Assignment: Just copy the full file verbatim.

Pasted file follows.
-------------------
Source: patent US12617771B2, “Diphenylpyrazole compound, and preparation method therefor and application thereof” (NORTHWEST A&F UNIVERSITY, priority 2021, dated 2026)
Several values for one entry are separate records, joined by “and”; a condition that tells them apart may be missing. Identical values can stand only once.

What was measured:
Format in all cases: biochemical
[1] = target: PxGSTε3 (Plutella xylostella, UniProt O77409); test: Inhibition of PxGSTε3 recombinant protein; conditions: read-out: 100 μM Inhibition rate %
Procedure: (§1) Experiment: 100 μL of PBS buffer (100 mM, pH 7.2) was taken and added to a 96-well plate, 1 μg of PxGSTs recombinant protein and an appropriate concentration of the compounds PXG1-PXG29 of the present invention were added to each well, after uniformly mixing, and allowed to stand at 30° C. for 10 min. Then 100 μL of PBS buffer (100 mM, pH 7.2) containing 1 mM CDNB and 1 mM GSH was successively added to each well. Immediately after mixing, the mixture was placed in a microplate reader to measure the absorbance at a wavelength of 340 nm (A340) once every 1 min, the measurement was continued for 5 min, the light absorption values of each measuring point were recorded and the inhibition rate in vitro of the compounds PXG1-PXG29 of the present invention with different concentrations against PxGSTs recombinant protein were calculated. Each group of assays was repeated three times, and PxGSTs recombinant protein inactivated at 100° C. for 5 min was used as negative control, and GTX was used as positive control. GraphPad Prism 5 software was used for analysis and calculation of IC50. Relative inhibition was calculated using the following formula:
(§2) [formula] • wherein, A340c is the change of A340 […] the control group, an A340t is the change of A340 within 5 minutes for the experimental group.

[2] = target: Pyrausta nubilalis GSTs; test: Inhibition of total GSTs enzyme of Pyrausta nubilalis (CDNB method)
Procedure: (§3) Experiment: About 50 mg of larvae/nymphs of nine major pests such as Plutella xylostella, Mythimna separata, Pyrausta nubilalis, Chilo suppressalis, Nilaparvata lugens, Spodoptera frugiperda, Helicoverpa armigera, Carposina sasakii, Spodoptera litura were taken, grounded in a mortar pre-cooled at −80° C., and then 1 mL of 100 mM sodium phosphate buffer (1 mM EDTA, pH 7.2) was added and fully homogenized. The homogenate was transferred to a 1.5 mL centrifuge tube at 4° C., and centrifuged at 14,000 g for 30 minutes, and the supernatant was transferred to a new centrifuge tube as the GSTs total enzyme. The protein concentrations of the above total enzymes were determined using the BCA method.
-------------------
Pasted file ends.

Source: patent US12617771B2, “Diphenylpyrazole compound, and preparation method therefor and application thereof” (NORTHWEST A&F UNIVERSITY, priority 2021, dated 2026)
Several values for one entry are separate records, joined by “and”; a condition that tells them apart may be missing. Identical values can stand only once.

What was measured:
Format in all cases: biochemical
[1] = target: PxGSTε3 (Plutella xylostella, UniProt O77409); test: Inhibition of PxGSTε3 recombinant protein; conditions: read-out: 100 μM Inhibition rate %
Procedure: (§1) Experiment: 100 μL of PBS buffer (100 mM, pH 7.2) was taken and added to a 96-well plate, 1 μg of PxGSTs recombinant protein and an appropriate concentration of the compounds PXG1-PXG29 of the present invention were added to each well, after uniformly mixing, and allowed to stand at 30° C. for 10 min. Then 100 μL of PBS buffer (100 mM, pH 7.2) containing 1 mM CDNB and 1 mM GSH was successively added to each well. Immediately after mixing, the mixture was placed in a microplate reader to measure the absorbance at a wavelength of 340 nm (A340) once every 1 min, the measurement was continued for 5 min, the light absorption values of each measuring point were recorded and the inhibition rate in vitro of the compounds PXG1-PXG29 of the present invention with different concentrations against PxGSTs recombinant protein were calculated. Each group of assays was repeated three times, and PxGSTs recombinant protein inactivated at 100° C. for 5 min was used as negative control, and GTX was used as positive control. GraphPad Prism 5 software was used for analysis and calculation of IC50. Relative inhibition was calculated using the following formula:
(§2) [formula] • wherein, A340c is the change of A340 […] the control group, an A340t is the change of A340 within 5 minutes for the experimental group.

[2] = target: Pyrausta nubilalis GSTs; test: Inhibition of total GSTs enzyme of Pyrausta nubilalis (CDNB method)
Procedure: (§3) Experiment: About 50 mg of larvae/nymphs of nine major pests such as Plutella xylostella, Mythimna separata, Pyrausta nubilalis, Chilo suppressalis, Nilaparvata lugens, Spodoptera frugiperda, Helicoverpa armigera, Carposina sasakii, Spodoptera litura were taken, grounded in a mortar pre-cooled at −80° C., and then 1 mL of 100 mM sodium phosphate buffer (1 mM EDTA, pH 7.2) was added and fully homogenized. The homogenate was transferred to a 1.5 mL centrifuge tube at 4° C., and centrifuged at 14,000 g for 30 minutes, and the supernatant was transferred to a new centrifuge tube as the GSTs total enzyme. The protein concentrations of the above total enzymes were determined using the BCA method.